In 1099 the Christian crusaders besieged the walled city of Jerusalem and took it. Here is a map of the Old City of Jerusalem today:

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It clearly shows the walls (I don't know when they were built) around the Old City. I measured this on Google Maps, and it's roughly an area of 1km by 1km (1km squared). I'm very confused about this topic, because I've read through much of the Wikipedia articles on the Crusades and history of Jerusalem. From the history of Jerusalem article it says (remembering that Jerusalem was recaptured by Saladin in 1187:

In 1219 the walls of the city were razed by order of al-Mu'azzam, the Ayyubid sultan of Damascus. This rendered Jerusalem defenseless and dealt a heavy blow to the city's status. The Ayyubids destroyed the walls in expectation of ceding the city to the Crusaders as part of a peace treaty. In 1229, by treaty with Egypt's ruler al-Kamil, Jerusalem came into the hands of Frederick II of Germany. In 1239, after a ten-year truce expired, he began to rebuild the walls; these were again demolished by an-Nasir Da'ud, the emir of Kerak, in the same year.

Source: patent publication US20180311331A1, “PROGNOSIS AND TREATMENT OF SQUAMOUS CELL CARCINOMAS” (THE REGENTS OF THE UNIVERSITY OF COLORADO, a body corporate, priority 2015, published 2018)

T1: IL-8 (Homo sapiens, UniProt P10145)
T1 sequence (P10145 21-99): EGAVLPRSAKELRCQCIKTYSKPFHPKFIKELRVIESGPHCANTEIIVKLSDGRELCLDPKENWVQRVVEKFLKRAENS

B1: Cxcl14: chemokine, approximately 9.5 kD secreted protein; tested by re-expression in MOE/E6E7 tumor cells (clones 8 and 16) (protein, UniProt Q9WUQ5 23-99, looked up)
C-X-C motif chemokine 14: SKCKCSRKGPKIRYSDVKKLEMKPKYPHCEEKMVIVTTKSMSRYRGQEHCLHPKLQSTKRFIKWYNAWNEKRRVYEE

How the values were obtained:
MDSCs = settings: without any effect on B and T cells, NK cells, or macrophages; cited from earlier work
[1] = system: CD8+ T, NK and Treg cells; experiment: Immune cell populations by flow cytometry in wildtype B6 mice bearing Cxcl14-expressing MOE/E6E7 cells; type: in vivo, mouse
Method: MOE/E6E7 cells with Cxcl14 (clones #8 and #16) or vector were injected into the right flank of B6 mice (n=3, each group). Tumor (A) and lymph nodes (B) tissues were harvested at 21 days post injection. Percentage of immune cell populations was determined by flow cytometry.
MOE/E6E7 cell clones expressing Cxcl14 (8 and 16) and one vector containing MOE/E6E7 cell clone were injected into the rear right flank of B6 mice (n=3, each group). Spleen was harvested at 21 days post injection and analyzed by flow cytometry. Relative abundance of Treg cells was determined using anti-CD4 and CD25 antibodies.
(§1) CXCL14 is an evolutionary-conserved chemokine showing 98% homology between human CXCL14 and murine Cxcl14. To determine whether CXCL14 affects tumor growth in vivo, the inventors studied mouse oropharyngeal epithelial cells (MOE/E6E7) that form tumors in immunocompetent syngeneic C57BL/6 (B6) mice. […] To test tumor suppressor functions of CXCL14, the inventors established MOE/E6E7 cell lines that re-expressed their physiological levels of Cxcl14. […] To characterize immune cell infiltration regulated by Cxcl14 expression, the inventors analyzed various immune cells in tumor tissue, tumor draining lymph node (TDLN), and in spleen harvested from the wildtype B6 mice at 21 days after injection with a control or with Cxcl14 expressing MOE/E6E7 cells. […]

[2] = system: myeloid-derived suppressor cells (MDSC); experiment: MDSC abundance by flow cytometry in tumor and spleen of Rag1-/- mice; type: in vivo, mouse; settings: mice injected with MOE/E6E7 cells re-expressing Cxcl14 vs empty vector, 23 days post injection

In 1243 Jerusalem came again into the power of the Christians, and the walls were repaired.
History of Jerusalem

So the walls are destroyed and repaired multiple times. Finally I see this part:

In 1517, Jerusalem was taken over by the Ottoman Empire and enjoyed a period of renewal and peace under Suleiman the Magnificent, including the construction of the walls of what is now known as the Old City of Jerusalem (although some foundations were remains of genuine antique walls).
History of Jerusalem - Early Ottoman period

I'm just trying to understand whether the walled city of Jerusalem from roughly the First Crusade is the same or roughly the same as what we now call the Old City.